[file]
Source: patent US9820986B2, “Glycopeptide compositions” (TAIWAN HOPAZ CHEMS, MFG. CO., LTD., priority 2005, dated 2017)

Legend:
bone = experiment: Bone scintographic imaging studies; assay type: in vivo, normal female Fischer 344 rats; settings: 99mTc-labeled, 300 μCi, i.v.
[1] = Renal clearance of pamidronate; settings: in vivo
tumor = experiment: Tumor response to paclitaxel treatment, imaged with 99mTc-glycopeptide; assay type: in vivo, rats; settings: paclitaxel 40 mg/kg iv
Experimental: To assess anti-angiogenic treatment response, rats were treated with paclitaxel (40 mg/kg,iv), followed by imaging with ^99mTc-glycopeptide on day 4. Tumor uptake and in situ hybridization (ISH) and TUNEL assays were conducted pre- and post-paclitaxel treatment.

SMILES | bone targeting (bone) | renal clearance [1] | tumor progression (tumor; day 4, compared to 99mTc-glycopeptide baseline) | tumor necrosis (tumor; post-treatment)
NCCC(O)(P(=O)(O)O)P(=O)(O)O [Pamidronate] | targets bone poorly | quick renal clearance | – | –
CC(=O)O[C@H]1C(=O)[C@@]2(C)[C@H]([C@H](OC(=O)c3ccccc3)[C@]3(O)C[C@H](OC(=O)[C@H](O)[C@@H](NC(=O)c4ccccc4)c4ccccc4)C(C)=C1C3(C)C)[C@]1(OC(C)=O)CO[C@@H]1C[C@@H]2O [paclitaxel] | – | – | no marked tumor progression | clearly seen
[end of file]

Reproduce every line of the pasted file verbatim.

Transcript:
Source: patent US9820986B2, “Glycopeptide compositions” (TAIWAN HOPAZ CHEMS, MFG. CO., LTD., priority 2005, dated 2017)

Legend:
bone = experiment: Bone scintographic imaging studies; assay type: in vivo, normal female Fischer 344 rats; settings: 99mTc-labeled, 300 μCi, i.v.
[1] = Renal clearance of pamidronate; settings: in vivo
tumor = experiment: Tumor response to paclitaxel treatment, imaged with 99mTc-glycopeptide; assay type: in vivo, rats; settings: paclitaxel 40 mg/kg iv
Experimental: To assess anti-angiogenic treatment response, rats were treated with paclitaxel (40 mg/kg,iv), followed by imaging with ^99mTc-glycopeptide on day 4. Tumor uptake and in situ hybridization (ISH) and TUNEL assays were conducted pre- and post-paclitaxel treatment.

SMILES | bone targeting (bone) | renal clearance [1] | tumor progression (tumor; day 4, compared to 99mTc-glycopeptide baseline) | tumor necrosis (tumor; post-treatment)
NCCC(O)(P(=O)(O)O)P(=O)(O)O [Pamidronate] | targets bone poorly | quick renal clearance | – | –
CC(=O)O[C@H]1C(=O)[C@@]2(C)[C@H]([C@H](OC(=O)c3ccccc3)[C@]3(O)C[C@H](OC(=O)[C@H](O)[C@@H](NC(=O)c4ccccc4)c4ccccc4)C(C)=C1C3(C)C)[C@]1(OC(C)=O)CO[C@@H]1C[C@@H]2O [paclitaxel] | – | – | no marked tumor progression | clearly seen